A Billionaire for Christmas
How many times?
    No. Never again.
    She couldn’t go back. She wouldn’t be in that place again. No high was worth the self-abuse she had heaped upon herself with that life. Shelly pulled on her boots and stood. Her gaze landed on what had once been her favorite picture, her and Vinnie and Anthony standing outside of Nonna’s house with their arms slung over each other’s shoulders.
    Pain cut through her chest. Thinking about all she’d lost only made the need to forget slide deeper into her gut. She turned, walked from her bedroom and down the stairs.
    “Nonna, I’m going out for a while.” Shelly grabbed her coat from the closet and was out the door before she heard a response. The cold air smacked her face and snapped her out of the past. To now. To this moment. The open expanse of the street swept away the memories. Her lungs filled.
    She walked to the end of the block and stood on the corner. She could turn left and go to Joey’s, the dive bar that had sat on the corner at the end of the street since forever, or she could go right to Saint Bernard’s and find that meeting. At Joey’s she knew she’d find a drink and a high to take away the pain. Wasn’t that where she’d scored her first oxy anyway, in those horrible days after they’d learned of Vinnie’s death but before his body had been shipped home?
    But at Saint Bernard’s? She’d walk through the front doors of the church around the corner where she’d received three of the seven blessed sacraments, into the church hall to a NA meeting. There’d be cigarettes, and lots of addicts, just like her, trying to make certain they didn’t head anywhere for a fix and a fall. She looked both ways. The choice was hers. There would be coffee at Saint Bernard’s. Really really hot coffee. Shelly filled her lungs and looked up at the dark night sky scattered with clouds.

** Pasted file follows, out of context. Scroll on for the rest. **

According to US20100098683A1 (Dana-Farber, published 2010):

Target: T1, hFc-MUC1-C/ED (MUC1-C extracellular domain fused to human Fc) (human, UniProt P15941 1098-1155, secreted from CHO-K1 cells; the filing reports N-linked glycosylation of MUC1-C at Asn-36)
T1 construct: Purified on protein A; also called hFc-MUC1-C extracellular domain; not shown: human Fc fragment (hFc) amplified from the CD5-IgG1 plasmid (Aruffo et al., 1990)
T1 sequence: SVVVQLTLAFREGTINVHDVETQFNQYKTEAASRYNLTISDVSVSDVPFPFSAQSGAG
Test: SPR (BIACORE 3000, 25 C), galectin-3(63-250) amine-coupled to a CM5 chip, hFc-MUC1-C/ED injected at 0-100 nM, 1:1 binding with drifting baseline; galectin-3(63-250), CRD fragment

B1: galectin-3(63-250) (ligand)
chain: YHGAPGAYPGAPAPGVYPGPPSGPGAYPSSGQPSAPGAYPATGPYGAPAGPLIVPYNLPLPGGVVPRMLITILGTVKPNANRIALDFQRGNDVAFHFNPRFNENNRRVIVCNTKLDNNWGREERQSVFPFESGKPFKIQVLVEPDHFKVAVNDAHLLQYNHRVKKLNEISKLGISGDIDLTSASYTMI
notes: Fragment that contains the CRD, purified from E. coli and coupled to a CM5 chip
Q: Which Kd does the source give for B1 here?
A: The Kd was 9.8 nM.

“Dammit, Vinnie, I miss you,” she whispered and started to walk.

 
Chapter 5
     
    “God grant me the serenity to accept the things I cannot change, the courage to change the things I can, and the wisdom to know the difference.” Shelly recited the words at the end of the meeting, a prayer offered by her and the twenty-some other addicts assembled in the church basement. Her gaze swept the room over the group of formerly pill-popping, coke-snorting, heroin-shooting ex-addicts. As the meeting closed, most drifted toward the exit, many yanking packs of cigarettes from their purses and pockets. Shelly empathized. Her final addiction was nicotine, and she doubted that she’d ever entirely kick that substance. Some days it felt as though a cigarette well smoked was all that stood between her and a syringe of H.
    The coffee had been good. The coffee was always good. The topic: thankfulness through the holidays. The speaker had been a woman not too different than Shelly. She’d ended up homeless, strung out, and turning tricks after losing her three kids. Now she was the grandma of three and a social worker. Clean for twenty-three years.
    “Please God, please,” Shelly mumbled as she walked out the door, past the clumps of NAers who smoked cigarettes and sipped their final cup of NA coffee before making the pilgrimage back home to their sober lives. Deep breath. She reminded herself that she was building a new life, one day at a time.
    The pain, the shame, the doubt, and the anger still crept through her chest and constricted her heart. But now, instead of numbing all those feelings, she tried to let them pass through her. She breathed deep and allowed the feelings to slip around her. Each time the process grew easier. What had once been giant waves of emotion swamping her, careening her toward a fix, now only tossed her for a bit.
    Shelly flicked her lighter and lit a cigarette. Once cigarette smoking had been as normal a sight as someone hailing a cab in Manhattan. Now when you lit a cigarette, people looked at you as though you were an addict, or worse. Fuck it. She’d been a drug

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